Hamas’ seizure of the Gaza Strip is either the biggest opportunity for progress in the Middle East, or it’s the door that Middle Easterners have slammed in the faces of any outsiders who want to have an influence on events in the region. Either way, it’s the Palestinians who need to decide.
What a tangled web
The Israeli-Palestinian conflict has been the major challenge to compartmentalizing any question about the Middle East. Sure, the connection between Hamas fighters and Iraqi insurgents may be tenuous at best, and there may be nothing that really binds the West Bank and Gaza to the Straits of Hormuz and the Golan Heights. However, the Israeli-Palestinian conflict matters to the potentially restive populations of Middle Eastern states. Not only do these regimes worry about how events in the Occupied Territories can inflame discontent within their own borders, but they have realized how invoking the Palestinian cause can be a useful diplomatic tool, particularly with Europe and the United States. Sometimes, the statement, “I’d love to talk to you about this other issue, but we need to show some progress on the Palestinian question,” is sincere; at other times, it’s a cynical but highly effective dodge.
Unfortunately, the US government has little progress to show on this front of its Middle Eastern policy. During the first half of this decade, the Bush Administration (and, by extension, the extremely uninterested and inert Congress) had hardly anything to say to the Israelis and Palestinians, other than some words of support to the Sharon government. In the last year or so, some portions of the Bush Administration, in particular Secretary of State Condoleeza Rice, have been more “actively engaged.” However, the appearance of work isn’t the same as actual progress, or real willingness to exert serious pressure on both sides. The moment of truth came during Israel’s 2006 assault on Hezbollah. While Israeli aircraft and artillery flattened communities in southern Lebanon, American leaders, Rice included, did little to constrain the violence, waiting instead for the Israeli Defense Forces to decide when to stop.
Part of American unwillingness to restrain Israel was the Administration’s new policy, based on an even closer partnership with the Saudi and Israeli governments, constituting a major tilt towards Sunni factions in different Middle Eastern conflicts. Since Hezbollah was both Shi’ite and heavily supported by Iran, it would have been highly surprising if the Bush Administration, grasping at any new regional strategy that might work, had put the brakes on Israel’s assault—except, of course, if American decision-makers looked more closely at the details of what was happening. 2006 may go down in the history books as the year when, at least for the time being, the United States lost any hope of being an honest broker in the Israeli-Palestinian conflict, given how much latitude the White House was willing to give its Israeli ally.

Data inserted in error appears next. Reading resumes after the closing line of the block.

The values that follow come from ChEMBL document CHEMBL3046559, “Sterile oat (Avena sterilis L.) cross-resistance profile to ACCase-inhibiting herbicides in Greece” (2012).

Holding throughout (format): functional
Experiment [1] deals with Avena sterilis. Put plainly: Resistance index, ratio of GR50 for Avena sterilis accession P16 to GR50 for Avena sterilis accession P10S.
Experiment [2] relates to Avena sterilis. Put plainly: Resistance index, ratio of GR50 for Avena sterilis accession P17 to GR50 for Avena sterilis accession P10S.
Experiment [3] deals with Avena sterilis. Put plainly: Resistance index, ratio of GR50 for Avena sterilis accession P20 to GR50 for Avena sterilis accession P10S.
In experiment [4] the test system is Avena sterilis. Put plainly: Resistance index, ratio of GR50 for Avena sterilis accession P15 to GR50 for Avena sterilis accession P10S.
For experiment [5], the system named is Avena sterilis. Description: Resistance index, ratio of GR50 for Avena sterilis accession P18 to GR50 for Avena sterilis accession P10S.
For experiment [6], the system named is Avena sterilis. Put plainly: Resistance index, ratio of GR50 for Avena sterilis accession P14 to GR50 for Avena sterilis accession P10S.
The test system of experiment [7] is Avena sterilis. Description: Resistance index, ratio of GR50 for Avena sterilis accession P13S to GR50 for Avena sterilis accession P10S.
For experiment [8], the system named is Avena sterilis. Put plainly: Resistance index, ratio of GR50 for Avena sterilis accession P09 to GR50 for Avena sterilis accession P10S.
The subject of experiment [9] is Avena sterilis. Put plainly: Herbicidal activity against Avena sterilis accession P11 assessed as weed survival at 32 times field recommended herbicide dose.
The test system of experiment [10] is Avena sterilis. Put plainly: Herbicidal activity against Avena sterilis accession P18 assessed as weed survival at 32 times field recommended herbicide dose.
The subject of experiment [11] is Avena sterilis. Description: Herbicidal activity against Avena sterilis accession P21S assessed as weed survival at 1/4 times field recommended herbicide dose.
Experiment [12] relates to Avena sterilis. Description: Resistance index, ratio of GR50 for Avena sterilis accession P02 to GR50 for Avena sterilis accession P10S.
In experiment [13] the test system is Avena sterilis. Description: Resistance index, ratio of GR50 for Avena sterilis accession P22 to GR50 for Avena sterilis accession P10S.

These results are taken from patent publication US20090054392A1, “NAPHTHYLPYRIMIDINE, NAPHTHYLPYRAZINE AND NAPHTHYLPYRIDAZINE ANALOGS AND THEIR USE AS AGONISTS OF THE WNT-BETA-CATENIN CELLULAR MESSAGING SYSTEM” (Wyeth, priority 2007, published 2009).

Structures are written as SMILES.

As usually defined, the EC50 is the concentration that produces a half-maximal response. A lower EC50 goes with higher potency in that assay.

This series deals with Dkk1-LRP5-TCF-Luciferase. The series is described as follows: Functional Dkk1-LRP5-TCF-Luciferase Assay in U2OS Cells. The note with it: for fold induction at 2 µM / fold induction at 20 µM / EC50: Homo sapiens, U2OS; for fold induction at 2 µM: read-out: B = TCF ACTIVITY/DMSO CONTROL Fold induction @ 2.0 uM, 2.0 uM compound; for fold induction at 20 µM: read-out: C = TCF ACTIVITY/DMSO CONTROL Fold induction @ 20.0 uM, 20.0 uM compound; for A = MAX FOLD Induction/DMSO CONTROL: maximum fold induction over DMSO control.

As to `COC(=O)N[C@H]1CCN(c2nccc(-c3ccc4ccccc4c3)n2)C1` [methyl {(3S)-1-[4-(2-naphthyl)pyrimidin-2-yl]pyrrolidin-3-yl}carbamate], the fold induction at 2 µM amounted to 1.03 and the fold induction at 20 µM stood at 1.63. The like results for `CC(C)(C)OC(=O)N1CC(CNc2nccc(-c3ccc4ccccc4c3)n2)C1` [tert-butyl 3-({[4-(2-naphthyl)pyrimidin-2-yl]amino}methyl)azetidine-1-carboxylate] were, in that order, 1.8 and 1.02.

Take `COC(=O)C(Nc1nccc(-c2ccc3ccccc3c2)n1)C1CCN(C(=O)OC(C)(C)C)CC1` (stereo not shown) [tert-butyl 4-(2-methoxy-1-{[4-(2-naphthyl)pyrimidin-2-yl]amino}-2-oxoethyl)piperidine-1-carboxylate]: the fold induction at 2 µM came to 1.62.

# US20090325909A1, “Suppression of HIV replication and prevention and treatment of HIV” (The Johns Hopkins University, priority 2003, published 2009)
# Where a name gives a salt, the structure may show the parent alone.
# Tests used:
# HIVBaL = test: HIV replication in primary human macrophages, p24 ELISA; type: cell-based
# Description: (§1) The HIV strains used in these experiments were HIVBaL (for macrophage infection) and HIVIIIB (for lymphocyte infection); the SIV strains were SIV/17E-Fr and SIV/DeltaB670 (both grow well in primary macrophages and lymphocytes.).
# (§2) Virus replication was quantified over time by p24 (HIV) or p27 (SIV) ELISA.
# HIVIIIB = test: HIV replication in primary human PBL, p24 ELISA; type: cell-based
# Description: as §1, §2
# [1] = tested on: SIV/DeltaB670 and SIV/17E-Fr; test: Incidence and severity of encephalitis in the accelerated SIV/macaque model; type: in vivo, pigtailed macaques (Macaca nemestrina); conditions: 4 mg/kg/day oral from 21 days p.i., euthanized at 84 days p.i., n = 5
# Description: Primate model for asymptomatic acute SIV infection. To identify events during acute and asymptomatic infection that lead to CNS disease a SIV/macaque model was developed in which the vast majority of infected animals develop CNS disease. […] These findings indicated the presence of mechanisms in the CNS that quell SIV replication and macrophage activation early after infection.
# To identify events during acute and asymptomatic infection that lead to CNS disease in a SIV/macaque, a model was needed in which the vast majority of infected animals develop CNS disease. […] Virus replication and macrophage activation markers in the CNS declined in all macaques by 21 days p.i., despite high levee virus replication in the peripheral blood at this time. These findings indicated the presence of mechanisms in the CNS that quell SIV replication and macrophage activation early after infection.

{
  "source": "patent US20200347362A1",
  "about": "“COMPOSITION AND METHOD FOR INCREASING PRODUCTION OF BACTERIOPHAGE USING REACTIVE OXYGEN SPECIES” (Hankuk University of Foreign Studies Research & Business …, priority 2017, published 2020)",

It would be a grave mistake to assume that, as a neutral or biased outsider, the United States could have stopped the fissure between Hamas and Fatah from breaking wide open. The choice between these two factions is odious to many Palestinians, so the United States had little power to make either side appear as the better standard-bearer for the Palestinian cause. Fatah is pickled in corruption and cynicism; ironically, Hamas is repeating the mistakes of a younger Fatah, displaying neither interest nor skill at the more compromising political strategy needed to escape the political margins. Revolutionary confrontation feels good, but it doesn’t convince the Israelis or anyone else that Hamas should be trusted to govern even the tiniest of states.
Many Israelis had already doubted that the Palestinians were capable of elevating a generation of leaders interested in making the fabled “final settlement” that would give Palestinians statehood and Israelis security, while also being able to deliver on the Palestinians’ part of the agreement. Hamas’ coup in Gaza seems to confirm these doubts. An even more fundamental question now arises: is there any one faction or coalition capable of representing all Palestinians? If not, the Israelis will “bunker up” until that situation changes.
For those who think that the Israelis might seize on this moment to reach a settlement with Fatah about the West Bank, don’t hold your breath. Two obstacles stand in the way. First, the Israelis know that they can’t stop Palestinians from moving between the Gaza Strip and the West Bank, unless Israel is willing to sever all family, business, and other tie between Palestinians living in these two regions. Second, an agreement about Jerusalem that does not include the representatives of a sizeable fraction of Palestinians is no agreement at all.
The United States might benefit for a short time from the Palestinian fissure. Many regional governments, including the Saudis, were already tired of the Palestinians’ political intransigence. US officials might make some short-term progress on other issues, without looking over their shoulders. However, the Israeli-Palestinian conflict will return. If no one invokes it, there will be some new crisis—a shooting, bombing, hostage-taking, whatever—that will bring this ongoing tragedy to the forefront again.
Given the Bush Administration’s partiality to Israel, and disinterest in the Palestinian conflict, it’s hard to imagine US leaders jumping into the thick of the Hamas-Fatah conflict to help resolve it. With Iraq continuing to soak up resources and attention, it’s even harder to imagine that scenario. However, as long as the regional equation does not change, and the Israeli-Palestinian question has the power to complicate other issues, even the best outcome in Iraq will be, from a regional standpoint, only a holding action.